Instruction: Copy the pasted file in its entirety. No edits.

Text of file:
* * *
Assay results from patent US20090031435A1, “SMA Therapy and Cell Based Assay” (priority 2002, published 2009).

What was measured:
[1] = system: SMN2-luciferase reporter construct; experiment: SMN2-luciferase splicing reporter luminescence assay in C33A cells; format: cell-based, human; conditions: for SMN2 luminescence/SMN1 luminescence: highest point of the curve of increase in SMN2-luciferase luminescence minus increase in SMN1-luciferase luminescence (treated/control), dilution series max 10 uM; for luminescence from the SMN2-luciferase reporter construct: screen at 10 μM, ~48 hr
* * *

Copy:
Assay results from patent US20090031435A1, “SMA Therapy and Cell Based Assay” (priority 2002, published 2009).

What was measured:
[1] = system: SMN2-luciferase reporter construct; experiment: SMN2-luciferase splicing reporter luminescence assay in C33A cells; format: cell-based, human; conditions: for SMN2 luminescence/SMN1 luminescence: highest point of the curve of increase in SMN2-luciferase luminescence minus increase in SMN1-luciferase luminescence (treated/control), dilution series max 10 uM; for luminescence from the SMN2-luciferase reporter construct: screen at 10 μM, ~48 hr